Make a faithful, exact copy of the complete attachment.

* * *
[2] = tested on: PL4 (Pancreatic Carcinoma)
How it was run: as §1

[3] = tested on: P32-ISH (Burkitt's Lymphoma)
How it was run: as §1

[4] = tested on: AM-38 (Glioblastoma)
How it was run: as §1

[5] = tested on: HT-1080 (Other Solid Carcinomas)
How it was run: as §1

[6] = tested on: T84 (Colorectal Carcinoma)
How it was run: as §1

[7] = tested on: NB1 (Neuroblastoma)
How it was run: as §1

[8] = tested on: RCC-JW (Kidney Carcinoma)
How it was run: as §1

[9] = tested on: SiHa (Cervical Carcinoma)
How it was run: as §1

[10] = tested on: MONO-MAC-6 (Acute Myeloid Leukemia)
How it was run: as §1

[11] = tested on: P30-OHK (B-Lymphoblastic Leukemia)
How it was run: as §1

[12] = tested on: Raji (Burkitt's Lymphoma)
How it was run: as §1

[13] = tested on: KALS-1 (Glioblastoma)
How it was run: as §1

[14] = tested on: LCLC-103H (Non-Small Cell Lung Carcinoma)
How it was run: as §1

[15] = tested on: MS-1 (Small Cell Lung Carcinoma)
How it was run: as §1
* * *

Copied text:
[2] = tested on: PL4 (Pancreatic Carcinoma)
How it was run: as §1

[3] = tested on: P32-ISH (Burkitt's Lymphoma)
How it was run: as §1

[4] = tested on: AM-38 (Glioblastoma)
How it was run: as §1

[5] = tested on: HT-1080 (Other Solid Carcinomas)
How it was run: as §1

[6] = tested on: T84 (Colorectal Carcinoma)
How it was run: as §1

[7] = tested on: NB1 (Neuroblastoma)
How it was run: as §1

[8] = tested on: RCC-JW (Kidney Carcinoma)
How it was run: as §1

[9] = tested on: SiHa (Cervical Carcinoma)
How it was run: as §1

[10] = tested on: MONO-MAC-6 (Acute Myeloid Leukemia)
How it was run: as §1

[11] = tested on: P30-OHK (B-Lymphoblastic Leukemia)
How it was run: as §1

[12] = tested on: Raji (Burkitt's Lymphoma)
How it was run: as §1

[13] = tested on: KALS-1 (Glioblastoma)
How it was run: as §1

[14] = tested on: LCLC-103H (Non-Small Cell Lung Carcinoma)
How it was run: as §1

[15] = tested on: MS-1 (Small Cell Lung Carcinoma)
How it was run: as §1